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Deft, funny, knowing, compassionate and poetic. --John Updike in the New Yorker
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Two novels and nine short stories from a wry early 20th century writer who has been compared to Dorothy Parker, Muriel Spark, Anthony Powell, and F. Scott Fitzgerald. The introduction from New York Newsday music critic Tim Page (currently at work on a Powell biography) offers compelling insight into a woman who embodied the passionate, laissez-faire attitude of Greenwich Village in the 1920s and translated it into work that is often both cynical and deeply romantic--but always, always funny. Judging from this particular collection, Powell stuck with a few main themes. She candidly revealed women in a realistic light, as when a wife bravely confronts her abusive traveling salesman husband in the novel Dance Night or when two newly wedded mothers shoplift their way out of boredom in the story ``Such a Pretty Day.'' (Edmund Wilson once noted that Powell's work didn't quite suit feminists because ``the women who appear in her stories are likely to be as sordid and absurd as the men.'') She cast an honest eye on the suffocating effects of small town life and depicted the mixed blessing of escape to the big city, as in the story ``What Are You Doing in My Dreams?'' which shows a woman receiving nightly visits from dead relatives she left long ago in Ohio. And she closely studied the New York glitterati and city sophisticates; the novel Turn, Magic Wheel lays bare the Big Apple's literary scene and reveals a young writer to be a self-serving parasite. Powell's work is a testament to her belief that ``true wit should break a wise man's heart. It should strike at the exact point of weakness and it should scar.'' A little weighty if read too quickly, this collection demands time and patience to allow the robustness of Powell's work to come through--and the comic wounds she inflicts to heal. -- Copyright ©1994, Kirkus Associates, LP. All rights reserved.From Publishers Weekly:
Nostalgic as a vintage movie, though often marred by a plotless drift and trivializing portrayals of women and ethnic minorities, these two reissued novels and nine stories recall Powell (1897-1965) from critical oblivion. Powell creates evocative scenes. In dead-end, working-class Lampton (Dance Night, 1930), "behind the honeysuckle vines on the boarding-house porches the girls sat in their kimonos eating ice-cream." This novel's hub is a popular dance academy, which prim milliner Elsinore attends and where she develops a crush on the teacher. Discontent drives Elsinore to crime and a new life as a chic streetwalker. Turn, Magic Wheel (1936) derides in gushy prose the New York literary scene, where vapid writers and publishers gossip, booze and name-drop. The novel's protagonist, redhead novelist Dennis Orphen, uses lovers-staunch Effie and flirty Corinne-as grist for stories, wielding power with his "shiny little pen." Meanwhile, Effie tends her ex-husband's (another writer) current wife, who is painfully dying of cancer-an incident treated with clumsy satire. In two stories, girlfriends scheme to escape their men. Powell seems to sum up her artistic position in the short story "What Are You Doing in My Dreams?" whose narrator feels she "left Ohio... split in two at the crossroads," with one half in New York, the other "by night with the dead in long-ago Ohio."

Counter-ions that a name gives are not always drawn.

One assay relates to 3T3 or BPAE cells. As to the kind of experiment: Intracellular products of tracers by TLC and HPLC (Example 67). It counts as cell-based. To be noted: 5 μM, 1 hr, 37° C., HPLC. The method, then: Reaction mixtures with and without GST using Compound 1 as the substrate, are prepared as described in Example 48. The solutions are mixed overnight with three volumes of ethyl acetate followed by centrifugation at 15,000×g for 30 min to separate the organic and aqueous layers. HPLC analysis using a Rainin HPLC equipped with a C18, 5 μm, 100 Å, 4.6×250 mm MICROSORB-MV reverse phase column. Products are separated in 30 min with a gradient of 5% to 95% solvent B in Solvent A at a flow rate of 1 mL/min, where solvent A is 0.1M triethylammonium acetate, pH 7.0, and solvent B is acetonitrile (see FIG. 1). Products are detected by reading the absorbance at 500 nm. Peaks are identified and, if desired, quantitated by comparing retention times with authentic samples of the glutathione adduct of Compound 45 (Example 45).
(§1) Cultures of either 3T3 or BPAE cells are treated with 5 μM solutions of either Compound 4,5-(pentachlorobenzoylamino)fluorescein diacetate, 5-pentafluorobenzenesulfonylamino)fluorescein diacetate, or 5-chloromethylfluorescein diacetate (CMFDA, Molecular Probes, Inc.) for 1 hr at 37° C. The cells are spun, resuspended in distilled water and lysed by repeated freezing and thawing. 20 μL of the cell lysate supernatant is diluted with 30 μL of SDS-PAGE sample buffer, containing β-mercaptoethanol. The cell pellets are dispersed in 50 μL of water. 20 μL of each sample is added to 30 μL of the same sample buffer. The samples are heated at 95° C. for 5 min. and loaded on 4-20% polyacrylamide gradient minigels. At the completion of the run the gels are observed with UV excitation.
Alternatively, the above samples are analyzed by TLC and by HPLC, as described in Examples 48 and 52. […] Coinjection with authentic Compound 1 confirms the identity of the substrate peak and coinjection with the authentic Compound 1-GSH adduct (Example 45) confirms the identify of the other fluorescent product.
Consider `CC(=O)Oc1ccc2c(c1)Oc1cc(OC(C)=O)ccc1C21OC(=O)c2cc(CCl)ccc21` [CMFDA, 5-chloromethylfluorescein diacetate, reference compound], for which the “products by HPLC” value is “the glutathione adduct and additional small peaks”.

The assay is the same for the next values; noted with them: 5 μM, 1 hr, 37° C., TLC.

Copyright 1994 Reed Business Information, Inc.
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Book Description Steerforth Press, S.Royalton,VT, 1994. Hardcover. Condition: New. Dust Jacket Condition: New. First Edition; First Printing. Book and DJ New. NO notes, names or ANY markings. New DJ not price clipped ($28) ; 452 pages. Seller Inventory # 5264
Book Description Steerforth, 1998. Hardcover. Condition: New. Seller Inventory # DADAX1883642167
Book Description Steerforth, 1998. Hardcover. Condition: New. Never used!. Seller Inventory # P111883642167
Book Description Condition: Brand New. New. Seller Inventory # A12511
Book Description Steerforth. Hardcover. Condition: New. 1883642167 New Condition. Seller Inventory # NEW7.0795745